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Former President Donald Trump pleaded not guilty Tuesday to 34 felony counts of falsifying business records. Trump, who appeared in person before a Manhattan judge to hear the charges against him, said at a rally in Florida later that night that he had done nothing wrong, and spoke to supporters about his run for the White House in 2024 .
PBS NewsHour Digital Correspondent Nicole Ellis spoke with Jeffrey Bellin with William and Mary Law School to break down what the indictment by a Manhattan grand jury means and where it goes from here.
At his Mar-a-Lago resort Tuesday night, Trump repeated that there is “no case,” and alleged that Manhattan district attorney Alvin Bragg, Judge Juan M. Merchan and their spouses were “Trump-hating” bad actors with political motives. Many of Trump’s GOP allies and adversaries echoed those sentiments, rushing to defend the former president following the indictment.
READ MORE: Read all of the charges against Trump in the New York hush-money case
From a legal perspective, Bellin said it is important to remember that “there’s a lot more information than people can see from the outside.” Using himself as an example, he said ”the defense attorneys know a lot more about the case and the prosecutor’s office knows a lot more about the case than I do.”
What we do know is that more information will become available as the legal system proceeds. In this case, like many others, Bellin said, “we have to wait and see what type of legal defenses that Trump will make to the claim.”
In the meantime, Bellin points out that politicians who are either “rushing to Trump’s defense or rushing to condemn him are saying more about themselves than about the actual legal case.”
As accusations of political motivations fly, Bellin said it’s important to remember there are systems in place to prevent politics from interfering with legal process, and you can see that exemplified in this case thus far.
Prosecutors do not consider themselves political actors and it would be a violation of the standard for prosecutor behavior if their actions were politically motivated, Bellin said.
“Institutionally, the grand jury is supposed to function to check prosecutors who are doing things that are wrong. And so that’s why the prosecutor is supposed to present evidence of a crime to the grand jury. And then the grand jury is the ones who voted to decide, yes, this case can go forward,” explained Bellin. He added, “the judge will be weighing in on whether or not there is enough evidence to proceed with this case” as it continues to unfold in court.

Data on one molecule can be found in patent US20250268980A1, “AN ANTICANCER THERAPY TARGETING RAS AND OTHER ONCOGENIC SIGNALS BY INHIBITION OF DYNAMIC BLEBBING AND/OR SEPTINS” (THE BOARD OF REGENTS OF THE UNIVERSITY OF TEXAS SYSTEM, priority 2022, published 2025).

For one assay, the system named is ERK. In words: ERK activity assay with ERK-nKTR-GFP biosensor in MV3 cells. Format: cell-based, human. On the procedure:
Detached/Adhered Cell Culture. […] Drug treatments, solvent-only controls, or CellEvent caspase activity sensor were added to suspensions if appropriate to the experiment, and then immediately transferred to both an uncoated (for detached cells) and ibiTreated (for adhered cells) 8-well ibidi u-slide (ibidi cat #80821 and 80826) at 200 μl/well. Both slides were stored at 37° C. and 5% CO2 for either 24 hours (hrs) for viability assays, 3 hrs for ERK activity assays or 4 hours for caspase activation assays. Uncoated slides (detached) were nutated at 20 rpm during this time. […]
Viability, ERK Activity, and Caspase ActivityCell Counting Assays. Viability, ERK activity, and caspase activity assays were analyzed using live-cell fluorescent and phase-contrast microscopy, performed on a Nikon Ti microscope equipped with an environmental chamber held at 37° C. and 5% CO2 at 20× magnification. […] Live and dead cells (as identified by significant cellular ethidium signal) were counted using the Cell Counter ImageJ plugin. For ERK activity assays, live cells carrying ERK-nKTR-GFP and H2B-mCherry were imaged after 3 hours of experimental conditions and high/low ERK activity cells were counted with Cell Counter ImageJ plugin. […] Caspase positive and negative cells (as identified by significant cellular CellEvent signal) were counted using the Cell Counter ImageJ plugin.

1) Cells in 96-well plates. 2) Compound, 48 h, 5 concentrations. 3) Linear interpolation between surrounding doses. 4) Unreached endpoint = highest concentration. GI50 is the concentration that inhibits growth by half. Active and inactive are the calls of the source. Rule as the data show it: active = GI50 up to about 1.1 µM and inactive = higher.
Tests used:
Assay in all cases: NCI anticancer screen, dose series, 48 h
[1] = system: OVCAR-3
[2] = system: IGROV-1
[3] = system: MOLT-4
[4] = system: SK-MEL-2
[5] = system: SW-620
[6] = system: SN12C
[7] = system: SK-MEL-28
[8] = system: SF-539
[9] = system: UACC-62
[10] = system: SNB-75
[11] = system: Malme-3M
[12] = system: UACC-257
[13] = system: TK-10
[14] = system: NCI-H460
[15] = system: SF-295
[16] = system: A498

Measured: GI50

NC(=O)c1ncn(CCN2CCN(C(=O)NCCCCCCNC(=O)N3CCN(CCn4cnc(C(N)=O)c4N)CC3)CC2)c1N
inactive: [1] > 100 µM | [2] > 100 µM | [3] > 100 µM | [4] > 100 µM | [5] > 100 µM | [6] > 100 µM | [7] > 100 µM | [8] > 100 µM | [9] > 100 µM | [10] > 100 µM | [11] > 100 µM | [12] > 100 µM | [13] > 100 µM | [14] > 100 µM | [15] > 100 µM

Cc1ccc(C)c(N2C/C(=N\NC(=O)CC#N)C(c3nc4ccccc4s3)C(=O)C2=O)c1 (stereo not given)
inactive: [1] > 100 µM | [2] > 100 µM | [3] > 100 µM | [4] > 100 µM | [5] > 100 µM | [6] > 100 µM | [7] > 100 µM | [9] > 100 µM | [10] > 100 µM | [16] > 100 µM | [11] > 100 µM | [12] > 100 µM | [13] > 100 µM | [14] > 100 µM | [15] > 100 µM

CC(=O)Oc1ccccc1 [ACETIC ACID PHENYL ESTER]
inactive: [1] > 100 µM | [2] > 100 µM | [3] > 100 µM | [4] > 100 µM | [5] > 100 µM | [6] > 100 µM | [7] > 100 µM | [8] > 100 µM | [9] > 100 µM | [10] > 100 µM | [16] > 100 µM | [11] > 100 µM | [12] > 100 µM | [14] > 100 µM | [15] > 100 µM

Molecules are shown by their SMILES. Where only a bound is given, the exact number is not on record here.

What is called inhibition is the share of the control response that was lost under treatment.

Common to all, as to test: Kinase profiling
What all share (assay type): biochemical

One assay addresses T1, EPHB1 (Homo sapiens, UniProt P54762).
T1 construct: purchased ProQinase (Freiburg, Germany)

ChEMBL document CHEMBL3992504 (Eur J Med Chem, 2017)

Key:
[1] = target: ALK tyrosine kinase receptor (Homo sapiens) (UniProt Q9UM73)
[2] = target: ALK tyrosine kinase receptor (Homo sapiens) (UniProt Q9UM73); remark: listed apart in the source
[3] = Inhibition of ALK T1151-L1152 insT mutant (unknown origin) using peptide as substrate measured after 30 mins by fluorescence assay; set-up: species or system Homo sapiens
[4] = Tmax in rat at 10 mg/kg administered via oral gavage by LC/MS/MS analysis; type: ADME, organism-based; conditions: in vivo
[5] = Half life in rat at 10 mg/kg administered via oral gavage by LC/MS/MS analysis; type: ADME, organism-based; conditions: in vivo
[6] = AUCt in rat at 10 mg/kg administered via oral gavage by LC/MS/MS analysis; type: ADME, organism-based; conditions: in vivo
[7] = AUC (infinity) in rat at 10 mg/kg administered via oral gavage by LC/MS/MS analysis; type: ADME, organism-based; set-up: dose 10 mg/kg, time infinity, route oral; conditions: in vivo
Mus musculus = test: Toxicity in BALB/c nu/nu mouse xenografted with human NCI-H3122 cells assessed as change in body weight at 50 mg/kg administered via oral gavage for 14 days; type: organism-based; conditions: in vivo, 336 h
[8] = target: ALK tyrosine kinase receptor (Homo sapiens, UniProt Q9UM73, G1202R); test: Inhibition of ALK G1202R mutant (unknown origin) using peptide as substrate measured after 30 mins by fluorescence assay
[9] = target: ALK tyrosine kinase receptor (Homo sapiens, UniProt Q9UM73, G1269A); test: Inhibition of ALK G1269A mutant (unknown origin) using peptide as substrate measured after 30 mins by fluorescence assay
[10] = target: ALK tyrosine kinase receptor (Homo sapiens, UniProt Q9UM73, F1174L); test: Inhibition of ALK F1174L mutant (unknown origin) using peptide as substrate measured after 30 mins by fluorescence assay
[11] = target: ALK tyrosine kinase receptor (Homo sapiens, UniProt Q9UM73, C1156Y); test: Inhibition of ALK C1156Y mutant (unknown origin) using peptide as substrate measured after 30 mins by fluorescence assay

Bellin said part of where the case goes from here will depend on Trump’s legal response.
For instance, “the suggestion that the trial can’t be fair in Manhattan. And so one of the motions I’ll be looking for is: Does the Trump legal team try to move the trial somewhere else that he thinks the jury pool might be more open to his arguments or something like that?” Bellin said, noting that those kinds of requests are “very rarely granted.”
The other thing to watch: whether Trump’s team files legal challenges to the district attorney’s reasoning for filing the counts against Trump as felonies instead of misdemeanors.
As of now, Bellin says from a legal standpoint the charges against Trump will probably not affect his presidential campaign in 2024. However, “If things start to change, like threats to people involved, threats to the judge, disruptive behavior that impacts the case,” the judge has the power to impose restrictions on defendants, which in this case, could limit Trump’s ability to campaign.
Nicole Ellis is PBS NewsHour's digital anchor where she hosts pre- and post-shows and breaking news live streams on digital platforms and serves as a correspondent for the nightly broadcast. Ellis joined the NewsHour from The Washington Post, where she was an Emmy nominated on-air reporter and anchor covering social issues and breaking news. In this role, she hosted, produced, and directed original documentaries and breaking news videos for The Post’s website, YouTube, Amazon Prime, Facebook and Twitch, earning a National Outstanding Breaking News Emmy Nomination for her coverage of Hurricane Harvey in 2017. Ellis created and hosted The Post’s first original documentary series, “Should I freeze my eggs?,” in which she explores her own fertility and received the 2019 Digiday Publishers Award. She also created and hosted the Webby Award-winning news literacy series “The New Normal,” the most viewed video series in the history of The Washington Post’s women’s vertical, The Lily.
She is the author of “We Go High,” a non-fiction self-help-by-proxy book on overcoming adversity publishing in 2022, and host of Critical Conversations on BookClub, an author-led book club platform.
Prior to that, Ellis was a part of the production team for the Peabody and Emmy Award-winning series, CNN Heroes. She holds a Bachelor of Arts in Anthropology and Human Rights from Columbia University, as well as a Master’s in Journalism from Columbia Journalism School.
Casey is a producer for NewsHour's digital video team. She has won several awards for her work in broadcast journalism, including a national Edward R. Murrow award.
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